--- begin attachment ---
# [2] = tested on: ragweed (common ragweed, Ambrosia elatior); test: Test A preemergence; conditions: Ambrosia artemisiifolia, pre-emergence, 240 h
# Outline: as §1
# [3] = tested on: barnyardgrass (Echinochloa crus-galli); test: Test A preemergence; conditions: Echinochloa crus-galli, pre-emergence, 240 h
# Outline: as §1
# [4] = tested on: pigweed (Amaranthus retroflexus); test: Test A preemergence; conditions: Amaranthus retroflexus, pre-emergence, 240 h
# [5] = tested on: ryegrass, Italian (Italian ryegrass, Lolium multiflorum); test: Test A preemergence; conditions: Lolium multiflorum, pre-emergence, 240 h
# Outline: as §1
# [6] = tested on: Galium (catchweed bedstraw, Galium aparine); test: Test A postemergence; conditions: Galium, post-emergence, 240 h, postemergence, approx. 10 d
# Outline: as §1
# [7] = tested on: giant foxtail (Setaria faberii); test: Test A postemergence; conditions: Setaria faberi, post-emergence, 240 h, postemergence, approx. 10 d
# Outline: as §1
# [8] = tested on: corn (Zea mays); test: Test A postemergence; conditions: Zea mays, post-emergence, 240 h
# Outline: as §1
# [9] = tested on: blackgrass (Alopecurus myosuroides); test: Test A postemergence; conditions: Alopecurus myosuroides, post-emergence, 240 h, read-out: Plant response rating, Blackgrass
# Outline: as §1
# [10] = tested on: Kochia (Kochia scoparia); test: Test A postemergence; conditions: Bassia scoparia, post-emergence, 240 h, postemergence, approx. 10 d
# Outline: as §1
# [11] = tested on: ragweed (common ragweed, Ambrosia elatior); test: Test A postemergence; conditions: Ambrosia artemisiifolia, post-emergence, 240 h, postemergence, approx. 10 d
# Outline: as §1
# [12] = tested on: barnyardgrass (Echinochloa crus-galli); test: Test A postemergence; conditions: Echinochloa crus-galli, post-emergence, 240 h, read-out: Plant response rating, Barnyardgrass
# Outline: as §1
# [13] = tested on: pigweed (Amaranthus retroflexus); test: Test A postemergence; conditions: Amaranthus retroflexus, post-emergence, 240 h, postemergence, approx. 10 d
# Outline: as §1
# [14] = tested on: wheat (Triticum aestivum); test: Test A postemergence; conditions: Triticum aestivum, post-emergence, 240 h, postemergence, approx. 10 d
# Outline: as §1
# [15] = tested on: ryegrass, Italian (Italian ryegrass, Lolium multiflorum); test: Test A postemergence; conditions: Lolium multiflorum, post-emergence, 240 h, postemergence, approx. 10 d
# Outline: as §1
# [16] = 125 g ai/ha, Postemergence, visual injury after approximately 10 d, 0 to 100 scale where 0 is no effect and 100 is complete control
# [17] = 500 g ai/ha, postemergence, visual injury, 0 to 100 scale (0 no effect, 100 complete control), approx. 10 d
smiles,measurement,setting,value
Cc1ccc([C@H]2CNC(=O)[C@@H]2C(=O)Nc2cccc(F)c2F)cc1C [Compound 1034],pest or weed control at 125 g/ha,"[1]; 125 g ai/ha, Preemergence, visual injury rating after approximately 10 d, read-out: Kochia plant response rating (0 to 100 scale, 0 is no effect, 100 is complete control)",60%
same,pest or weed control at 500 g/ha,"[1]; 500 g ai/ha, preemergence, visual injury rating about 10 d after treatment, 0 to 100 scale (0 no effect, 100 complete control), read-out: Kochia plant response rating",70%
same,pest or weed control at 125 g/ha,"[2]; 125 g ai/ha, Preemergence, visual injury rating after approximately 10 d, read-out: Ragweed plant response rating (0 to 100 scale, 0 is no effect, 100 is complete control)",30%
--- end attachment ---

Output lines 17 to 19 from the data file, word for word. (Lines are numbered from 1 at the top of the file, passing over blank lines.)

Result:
# Outline: as §1
# [11] = tested on: ragweed (common ragweed, Ambrosia elatior); test: Test A postemergence; conditions: Ambrosia artemisiifolia, post-emergence, 240 h, postemergence, approx. 10 d
# Outline: as §1